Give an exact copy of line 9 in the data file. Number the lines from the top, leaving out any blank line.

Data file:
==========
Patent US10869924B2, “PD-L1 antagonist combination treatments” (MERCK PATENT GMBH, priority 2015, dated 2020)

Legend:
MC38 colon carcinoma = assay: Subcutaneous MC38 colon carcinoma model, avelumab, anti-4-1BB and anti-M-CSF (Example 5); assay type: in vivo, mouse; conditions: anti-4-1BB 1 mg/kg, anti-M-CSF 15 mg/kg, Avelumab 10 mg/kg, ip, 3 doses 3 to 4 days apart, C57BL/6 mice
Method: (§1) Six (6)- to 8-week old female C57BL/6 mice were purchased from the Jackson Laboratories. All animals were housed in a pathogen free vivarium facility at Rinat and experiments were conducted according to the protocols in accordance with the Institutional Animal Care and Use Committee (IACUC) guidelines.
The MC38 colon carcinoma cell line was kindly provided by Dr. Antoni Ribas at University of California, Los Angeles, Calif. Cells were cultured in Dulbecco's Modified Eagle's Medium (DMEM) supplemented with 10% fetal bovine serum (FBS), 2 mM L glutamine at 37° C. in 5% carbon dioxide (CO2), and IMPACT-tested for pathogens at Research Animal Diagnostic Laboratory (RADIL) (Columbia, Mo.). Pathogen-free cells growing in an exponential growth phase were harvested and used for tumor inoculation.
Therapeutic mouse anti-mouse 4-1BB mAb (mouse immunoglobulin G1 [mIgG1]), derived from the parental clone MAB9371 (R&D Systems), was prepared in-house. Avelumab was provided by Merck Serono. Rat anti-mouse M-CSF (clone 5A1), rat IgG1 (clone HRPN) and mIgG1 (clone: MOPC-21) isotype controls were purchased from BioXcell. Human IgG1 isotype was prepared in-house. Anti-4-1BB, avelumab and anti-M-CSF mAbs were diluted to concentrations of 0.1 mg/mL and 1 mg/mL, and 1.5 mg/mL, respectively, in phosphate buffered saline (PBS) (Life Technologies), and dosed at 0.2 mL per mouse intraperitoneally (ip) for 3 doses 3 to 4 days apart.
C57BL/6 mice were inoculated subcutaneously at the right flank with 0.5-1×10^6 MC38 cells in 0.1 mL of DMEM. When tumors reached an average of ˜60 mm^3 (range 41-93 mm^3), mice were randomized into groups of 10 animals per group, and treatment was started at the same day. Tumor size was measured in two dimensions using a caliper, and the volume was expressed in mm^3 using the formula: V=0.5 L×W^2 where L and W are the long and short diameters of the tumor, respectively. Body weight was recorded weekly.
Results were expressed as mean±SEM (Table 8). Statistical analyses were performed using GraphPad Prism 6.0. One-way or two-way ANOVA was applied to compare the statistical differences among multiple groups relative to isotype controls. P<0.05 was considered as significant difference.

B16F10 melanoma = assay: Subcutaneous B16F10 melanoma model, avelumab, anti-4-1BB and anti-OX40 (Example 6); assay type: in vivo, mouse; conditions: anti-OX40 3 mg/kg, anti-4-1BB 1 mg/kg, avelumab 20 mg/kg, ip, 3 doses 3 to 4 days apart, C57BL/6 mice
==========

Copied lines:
B16F10 melanoma = assay: Subcutaneous B16F10 melanoma model, avelumab, anti-4-1BB and anti-OX40 (Example 6); assay type: in vivo, mouse; conditions: anti-OX40 3 mg/kg, anti-4-1BB 1 mg/kg, avelumab 20 mg/kg, ip, 3 doses 3 to 4 days apart, C57BL/6 mice